Windows App SDK 1.1 adds support for Elevated Applications and Hardware Mica

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Microsoft released version 1.1 of the Windows App SDK, a set of developer tools that (unsurprisingly) let you build apps for Windows 10 and 11. The initial release of the Windows App SDK arrived shortly after launch of Windows 11, and it’s a way to bring together modern visuals and features along with traditional Win32 functionality in the same application. This new version comes with some notable improvements to make the experience even better.

Mica is a new surface material introduced by Microsoft with Windows 11, and it allows your desktop background to shine softly through the application, adding some color to the user interface. While the initial version of the Windows App SDK came after the release of Windows 11, you couldn’t build apps that used the new Mica material this way. Along with this, the Windows App SDK WinUI 3 Gallery contains new samples, controls, and an updated interface to better align with Windows 11 design principles.

Another major improvement is the ability to create applications that require elevation (meaning they must be run as administrator), which was a limitation of the original release. Additionally, applications packaged in MSIX format, lightly packaged applications, and unpackaged applications can now send Windows toast notifications, including when the application is not running. This means apps have a way to alert users even when the app is not in use.

Microsoft has also improved the performance of applications that use C# through updates to the WinRT interoperability layer. Microsoft claims that a simple “Hello World” app can see up to 9% faster start times, and you should also see big improvements when using dependency properties in WinUI 3 apps.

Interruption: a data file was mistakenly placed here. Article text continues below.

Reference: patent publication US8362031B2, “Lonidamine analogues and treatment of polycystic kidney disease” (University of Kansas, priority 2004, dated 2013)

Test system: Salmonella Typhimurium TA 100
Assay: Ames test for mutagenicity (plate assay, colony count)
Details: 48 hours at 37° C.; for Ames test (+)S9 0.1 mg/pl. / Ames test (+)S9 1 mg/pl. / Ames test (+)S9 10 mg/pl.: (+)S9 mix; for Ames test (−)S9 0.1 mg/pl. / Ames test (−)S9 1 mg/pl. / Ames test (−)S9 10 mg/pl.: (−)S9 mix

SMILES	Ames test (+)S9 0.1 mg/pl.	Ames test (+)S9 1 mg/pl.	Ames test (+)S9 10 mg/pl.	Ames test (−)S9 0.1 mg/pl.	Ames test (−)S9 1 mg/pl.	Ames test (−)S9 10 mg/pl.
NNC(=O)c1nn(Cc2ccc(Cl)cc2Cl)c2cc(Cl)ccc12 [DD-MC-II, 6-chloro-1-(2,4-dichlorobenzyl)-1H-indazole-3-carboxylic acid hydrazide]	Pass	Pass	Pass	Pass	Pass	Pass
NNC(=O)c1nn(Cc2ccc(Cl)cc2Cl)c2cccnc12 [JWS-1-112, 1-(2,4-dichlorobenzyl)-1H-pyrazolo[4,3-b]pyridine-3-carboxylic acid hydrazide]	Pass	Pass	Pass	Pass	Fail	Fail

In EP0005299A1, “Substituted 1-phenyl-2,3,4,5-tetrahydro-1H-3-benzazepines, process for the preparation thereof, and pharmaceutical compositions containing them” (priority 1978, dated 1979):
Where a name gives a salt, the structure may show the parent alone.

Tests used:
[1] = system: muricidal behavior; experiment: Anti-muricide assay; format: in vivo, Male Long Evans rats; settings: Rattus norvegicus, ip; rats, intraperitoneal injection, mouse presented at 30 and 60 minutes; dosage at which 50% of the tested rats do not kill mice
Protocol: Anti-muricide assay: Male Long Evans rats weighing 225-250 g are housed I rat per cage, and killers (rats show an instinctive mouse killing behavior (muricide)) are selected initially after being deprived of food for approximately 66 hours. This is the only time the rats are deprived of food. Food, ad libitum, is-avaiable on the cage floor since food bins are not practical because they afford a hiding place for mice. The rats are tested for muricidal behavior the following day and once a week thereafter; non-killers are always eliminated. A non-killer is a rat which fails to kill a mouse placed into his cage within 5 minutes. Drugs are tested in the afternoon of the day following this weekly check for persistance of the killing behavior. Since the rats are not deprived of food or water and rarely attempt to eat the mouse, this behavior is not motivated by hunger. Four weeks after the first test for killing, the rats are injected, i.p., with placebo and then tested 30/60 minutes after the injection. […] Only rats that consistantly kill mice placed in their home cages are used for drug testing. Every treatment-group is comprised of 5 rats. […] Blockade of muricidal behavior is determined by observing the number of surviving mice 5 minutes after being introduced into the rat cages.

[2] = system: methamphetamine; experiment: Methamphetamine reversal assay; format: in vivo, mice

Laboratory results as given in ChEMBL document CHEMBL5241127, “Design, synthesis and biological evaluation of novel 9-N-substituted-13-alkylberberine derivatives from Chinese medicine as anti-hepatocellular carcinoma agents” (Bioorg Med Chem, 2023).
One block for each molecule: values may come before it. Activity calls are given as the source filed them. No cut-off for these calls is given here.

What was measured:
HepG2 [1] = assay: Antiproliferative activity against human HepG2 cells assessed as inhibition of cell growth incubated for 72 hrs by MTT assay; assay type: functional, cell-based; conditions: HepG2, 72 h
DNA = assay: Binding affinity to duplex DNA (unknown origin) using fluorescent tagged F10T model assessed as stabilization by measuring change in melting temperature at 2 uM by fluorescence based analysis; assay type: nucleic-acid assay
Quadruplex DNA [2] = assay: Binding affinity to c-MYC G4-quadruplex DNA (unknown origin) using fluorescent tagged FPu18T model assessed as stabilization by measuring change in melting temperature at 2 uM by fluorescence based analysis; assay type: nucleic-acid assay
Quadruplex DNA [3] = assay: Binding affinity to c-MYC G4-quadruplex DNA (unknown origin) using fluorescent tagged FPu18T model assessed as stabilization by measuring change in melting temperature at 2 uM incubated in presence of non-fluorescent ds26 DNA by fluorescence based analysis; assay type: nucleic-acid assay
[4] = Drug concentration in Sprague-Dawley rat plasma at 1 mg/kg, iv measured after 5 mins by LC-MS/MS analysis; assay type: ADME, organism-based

On the developer side, it is now possible to configure an application to automatically restart when it closes due to an update or a crash. Additionally, you can set recovery options so that the app can take users back to where they were before the app quit unexpectedly.

Other changes include improved bootstrap APIs, support for standalone apps (i.e. apps that contain the Windows App SDK dependencies required to use them), and the ability to modify environment variables without having to use the registry API directly. Microsoft has also introduced a new windowing API that allows you to set the z-order of windows in your application. Finally, Microsoft announced that Template Studio for WinUI (C#) is now available on the Visual Studio Marketplace. This extension makes it easy to build a WinUI app using a wizard-based experience, producing “well-formed, readable code”, and it’s a great way to get started with WinUI development.

To install the Windows App SDK tools for development, you must use Visual Studio 2022 or 2019 and follow the instructions on this page depending on the type of application you want to create. You should automatically be able to get the latest version of the tools this way. You can also find the full release notes here.


Source: Microsoft


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